South Sudan
Women have been abducted, shared as 'wives' among soldiers, says UN report. Picture: South Sudanese children sit outside their makeshift shelter in SPLA-IO rebel control area in the Southern part of Unity State Paynjiar County, March 20, 2015.Reuters

Women and girls have become the worst victims of the ongoing conflict in South Sudan, United Nations said in its report published Friday. They have been targeted by both government forces and allied militia, and opposition groups. Several women have been abducted by soldiers and shared as "wives," and girls as young as five years old have been raped in the war-torn nation.

The report from the Office of the United Nations High Commissioner for Human Rights (OHCHR), which is an assessment of the human rights situation in South Sudan, mentions details of "government-operated 'scorched earth policy' and deliberate targeting of civilians for killing, rape and pillage," according to a OHCHR statement.

"The UN and AU [African Union] reporting found that government and opposition forces and their allied militia have killed civilians, raped women and girls, pillaged and destroyed civilian property such as houses, humanitarian infrastructure, medical facilities including hospitals, and schools," the report said.

Members of "the parties to the conflict" have been accused of targeting "young girls in particular (usually those unmarried or without children)" for sexual slavery. 

The UN report cited two incidents of sexual violence against young girls. During an attack in a village in Koch in October 2015, at least 10 Sudan People's Liberation Army (SPLA) soldiers allegedly tied one woman to a tree and raped her 15-year-old daughter in front of her. In yet another incident in May, 11-year-old girl and her nine-year-old friend were gang-raped by three soldiers in front of former's mother in Koch.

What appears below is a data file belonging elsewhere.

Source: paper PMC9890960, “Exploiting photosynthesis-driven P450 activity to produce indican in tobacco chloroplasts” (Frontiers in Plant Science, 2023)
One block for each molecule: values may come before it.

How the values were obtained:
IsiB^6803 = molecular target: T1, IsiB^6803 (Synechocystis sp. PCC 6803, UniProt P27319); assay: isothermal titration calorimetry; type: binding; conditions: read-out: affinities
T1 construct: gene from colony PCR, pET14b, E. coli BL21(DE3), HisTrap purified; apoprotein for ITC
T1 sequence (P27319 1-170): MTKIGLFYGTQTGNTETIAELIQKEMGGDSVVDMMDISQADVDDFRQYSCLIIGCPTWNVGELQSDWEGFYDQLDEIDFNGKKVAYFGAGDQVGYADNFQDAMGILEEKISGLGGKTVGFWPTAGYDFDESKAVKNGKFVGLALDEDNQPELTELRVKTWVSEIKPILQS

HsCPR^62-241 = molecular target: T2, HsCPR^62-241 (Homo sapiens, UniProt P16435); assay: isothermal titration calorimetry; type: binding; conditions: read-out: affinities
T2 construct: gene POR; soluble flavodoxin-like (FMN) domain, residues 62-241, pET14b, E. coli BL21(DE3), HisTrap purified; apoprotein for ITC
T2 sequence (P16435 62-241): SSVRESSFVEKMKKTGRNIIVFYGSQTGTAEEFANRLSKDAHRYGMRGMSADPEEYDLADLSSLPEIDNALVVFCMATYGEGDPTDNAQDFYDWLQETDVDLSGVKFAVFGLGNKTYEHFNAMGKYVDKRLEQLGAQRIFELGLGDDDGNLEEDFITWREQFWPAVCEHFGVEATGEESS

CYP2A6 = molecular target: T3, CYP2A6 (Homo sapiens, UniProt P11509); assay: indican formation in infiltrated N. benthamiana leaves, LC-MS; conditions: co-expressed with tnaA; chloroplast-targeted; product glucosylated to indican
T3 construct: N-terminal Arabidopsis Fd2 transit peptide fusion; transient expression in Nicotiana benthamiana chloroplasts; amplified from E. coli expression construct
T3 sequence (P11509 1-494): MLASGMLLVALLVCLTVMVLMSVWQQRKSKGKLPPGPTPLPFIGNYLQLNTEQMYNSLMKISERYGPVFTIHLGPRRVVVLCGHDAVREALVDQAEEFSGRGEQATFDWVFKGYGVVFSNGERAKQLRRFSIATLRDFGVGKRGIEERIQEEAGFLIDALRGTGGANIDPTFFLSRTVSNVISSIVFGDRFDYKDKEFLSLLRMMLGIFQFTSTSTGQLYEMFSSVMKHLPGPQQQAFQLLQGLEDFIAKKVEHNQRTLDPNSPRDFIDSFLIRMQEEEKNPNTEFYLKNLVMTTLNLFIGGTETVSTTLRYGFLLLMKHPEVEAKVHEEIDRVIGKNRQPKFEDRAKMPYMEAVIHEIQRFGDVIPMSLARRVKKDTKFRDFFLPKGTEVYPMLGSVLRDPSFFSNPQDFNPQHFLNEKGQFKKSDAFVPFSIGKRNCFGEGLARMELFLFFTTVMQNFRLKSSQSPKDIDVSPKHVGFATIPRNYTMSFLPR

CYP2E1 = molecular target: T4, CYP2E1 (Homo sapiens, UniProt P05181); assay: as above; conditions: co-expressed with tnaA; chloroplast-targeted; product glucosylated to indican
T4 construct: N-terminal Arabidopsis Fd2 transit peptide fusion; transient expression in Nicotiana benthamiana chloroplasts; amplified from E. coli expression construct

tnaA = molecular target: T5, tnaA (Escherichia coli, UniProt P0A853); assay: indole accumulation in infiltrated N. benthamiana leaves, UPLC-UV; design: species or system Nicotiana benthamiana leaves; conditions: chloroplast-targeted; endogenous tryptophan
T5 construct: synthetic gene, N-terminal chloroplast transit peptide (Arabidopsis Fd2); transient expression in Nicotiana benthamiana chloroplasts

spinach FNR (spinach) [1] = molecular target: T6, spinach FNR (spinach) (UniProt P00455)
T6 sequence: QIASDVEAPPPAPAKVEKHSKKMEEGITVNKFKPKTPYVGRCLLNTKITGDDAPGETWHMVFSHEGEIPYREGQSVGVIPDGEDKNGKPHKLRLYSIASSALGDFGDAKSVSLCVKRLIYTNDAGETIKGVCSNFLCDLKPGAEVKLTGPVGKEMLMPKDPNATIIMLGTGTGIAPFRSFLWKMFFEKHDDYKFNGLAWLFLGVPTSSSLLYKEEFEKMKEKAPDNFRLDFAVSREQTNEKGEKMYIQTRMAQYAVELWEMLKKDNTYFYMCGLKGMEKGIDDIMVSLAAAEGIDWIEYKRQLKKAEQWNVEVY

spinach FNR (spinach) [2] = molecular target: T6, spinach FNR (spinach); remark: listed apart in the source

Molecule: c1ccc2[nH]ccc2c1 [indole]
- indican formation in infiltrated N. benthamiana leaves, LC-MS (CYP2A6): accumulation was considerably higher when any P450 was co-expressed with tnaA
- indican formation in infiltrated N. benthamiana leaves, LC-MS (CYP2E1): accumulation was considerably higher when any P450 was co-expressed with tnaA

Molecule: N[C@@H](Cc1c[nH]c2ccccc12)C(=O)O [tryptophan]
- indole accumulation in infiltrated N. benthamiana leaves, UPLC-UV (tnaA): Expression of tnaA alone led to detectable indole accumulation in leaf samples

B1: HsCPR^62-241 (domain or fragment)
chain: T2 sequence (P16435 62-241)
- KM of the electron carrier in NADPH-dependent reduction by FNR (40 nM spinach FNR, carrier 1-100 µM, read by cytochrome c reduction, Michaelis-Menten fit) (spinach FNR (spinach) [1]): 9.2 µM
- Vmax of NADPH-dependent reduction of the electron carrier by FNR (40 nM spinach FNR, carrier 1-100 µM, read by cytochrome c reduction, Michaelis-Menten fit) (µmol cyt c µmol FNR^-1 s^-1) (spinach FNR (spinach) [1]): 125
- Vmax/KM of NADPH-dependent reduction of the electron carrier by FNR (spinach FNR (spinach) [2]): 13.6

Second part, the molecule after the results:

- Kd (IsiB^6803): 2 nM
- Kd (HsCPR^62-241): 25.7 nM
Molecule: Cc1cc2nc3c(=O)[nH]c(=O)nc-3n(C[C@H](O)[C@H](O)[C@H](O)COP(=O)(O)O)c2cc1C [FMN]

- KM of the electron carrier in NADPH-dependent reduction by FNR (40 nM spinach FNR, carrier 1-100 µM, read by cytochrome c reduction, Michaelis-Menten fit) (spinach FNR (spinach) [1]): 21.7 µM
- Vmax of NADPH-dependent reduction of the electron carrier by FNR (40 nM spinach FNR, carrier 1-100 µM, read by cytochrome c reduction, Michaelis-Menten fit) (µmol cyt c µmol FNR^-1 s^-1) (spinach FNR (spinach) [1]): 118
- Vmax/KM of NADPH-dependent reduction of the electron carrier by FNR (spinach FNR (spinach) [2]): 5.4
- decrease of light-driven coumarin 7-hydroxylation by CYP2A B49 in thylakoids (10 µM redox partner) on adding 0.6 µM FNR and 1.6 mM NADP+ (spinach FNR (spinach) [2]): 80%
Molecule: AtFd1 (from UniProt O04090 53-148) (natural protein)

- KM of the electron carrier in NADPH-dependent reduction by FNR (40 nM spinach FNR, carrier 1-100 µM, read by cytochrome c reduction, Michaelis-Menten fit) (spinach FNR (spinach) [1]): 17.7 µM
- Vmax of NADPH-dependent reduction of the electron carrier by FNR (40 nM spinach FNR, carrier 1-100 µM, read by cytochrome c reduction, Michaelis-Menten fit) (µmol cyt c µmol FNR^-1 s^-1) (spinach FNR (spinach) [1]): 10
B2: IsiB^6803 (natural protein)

The report has also highlighted some other incidents, where women have been abducted by soldiers, raped and made to do chores like cooking, cleaning and fetching firewood in their barracks, or "where the soldiers sleep." Those who resisted rape were gang-raped by the SPLA soldiers, according to the report.

"One woman explained to the assessment team how she was abducted with 27 other women from a village in Leer during an attack by SPLA in October. She and the other women were then 'shared' amongst the soldiers as 'wives.' She also explained she was raped by three other men, besides the one who took her as his 'wife.' She was released after a week together with at least 50 women after the intervention of a local community leader," the report said.

"Pregnant and elderly women and women with disabilities were not spared, and there were some reports of boys and men being raped, particularly in acts perpetrated by Justice and Equality Movement (JEM) fighters," it added.

As many as 1,300 women and girls were raped between April 2015 and September 2015 in Unity State, one of the 10 states in South Sudan, where a civil war started in December 2013. The Protection Cluster in South Sudan reported at least 50 additional cases of rape between September 2015 and October 2015.

According to the UN report, majority of rapes and sexual violence against women were "widespread or systematic, committed with impunity and perpetrated to instill terror within civilian communities perceived to support an opposing side."

The UN report said the "documented brutal violations and abuses of human rights committed by the government and the Sudan People's Liberation Movement/Army-in Opposition (SPLM/A-IO) forces, together with allied militia" could "amount to war crimes and/or crimes against humanity if established in a court of law."

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